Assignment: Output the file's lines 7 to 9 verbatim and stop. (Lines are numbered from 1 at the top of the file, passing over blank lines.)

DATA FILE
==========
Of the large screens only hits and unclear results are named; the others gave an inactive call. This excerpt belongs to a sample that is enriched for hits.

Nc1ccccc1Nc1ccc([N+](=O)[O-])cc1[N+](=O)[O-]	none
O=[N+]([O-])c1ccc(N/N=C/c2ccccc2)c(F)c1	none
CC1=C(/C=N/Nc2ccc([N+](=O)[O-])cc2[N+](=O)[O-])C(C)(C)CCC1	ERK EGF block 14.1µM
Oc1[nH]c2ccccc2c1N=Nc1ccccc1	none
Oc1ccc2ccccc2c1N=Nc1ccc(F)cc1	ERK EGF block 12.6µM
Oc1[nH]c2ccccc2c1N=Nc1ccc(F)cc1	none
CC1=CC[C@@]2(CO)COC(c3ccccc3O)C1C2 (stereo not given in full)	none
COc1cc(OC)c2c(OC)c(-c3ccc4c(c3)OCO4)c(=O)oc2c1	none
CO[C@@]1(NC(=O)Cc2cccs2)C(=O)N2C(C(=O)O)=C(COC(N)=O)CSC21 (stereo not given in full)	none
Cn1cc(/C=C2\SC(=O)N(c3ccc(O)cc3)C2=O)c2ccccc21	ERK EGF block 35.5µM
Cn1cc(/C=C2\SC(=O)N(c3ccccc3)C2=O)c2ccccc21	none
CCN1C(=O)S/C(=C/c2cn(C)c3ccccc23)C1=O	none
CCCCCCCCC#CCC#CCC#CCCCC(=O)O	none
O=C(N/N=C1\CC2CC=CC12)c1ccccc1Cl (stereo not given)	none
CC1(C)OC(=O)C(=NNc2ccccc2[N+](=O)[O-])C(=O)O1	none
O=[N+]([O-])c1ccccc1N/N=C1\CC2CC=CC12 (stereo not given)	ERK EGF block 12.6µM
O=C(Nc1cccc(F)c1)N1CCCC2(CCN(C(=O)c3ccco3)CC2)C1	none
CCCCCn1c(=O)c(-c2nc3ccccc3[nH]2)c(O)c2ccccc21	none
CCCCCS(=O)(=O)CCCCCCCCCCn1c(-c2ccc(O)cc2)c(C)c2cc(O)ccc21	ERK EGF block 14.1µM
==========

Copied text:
Oc1[nH]c2ccccc2c1N=Nc1ccc(F)cc1	none
CC1=CC[C@@]2(CO)COC(c3ccccc3O)C1C2 (stereo not given in full)	none
COc1cc(OC)c2c(OC)c(-c3ccc4c(c3)OCO4)c(=O)oc2c1	none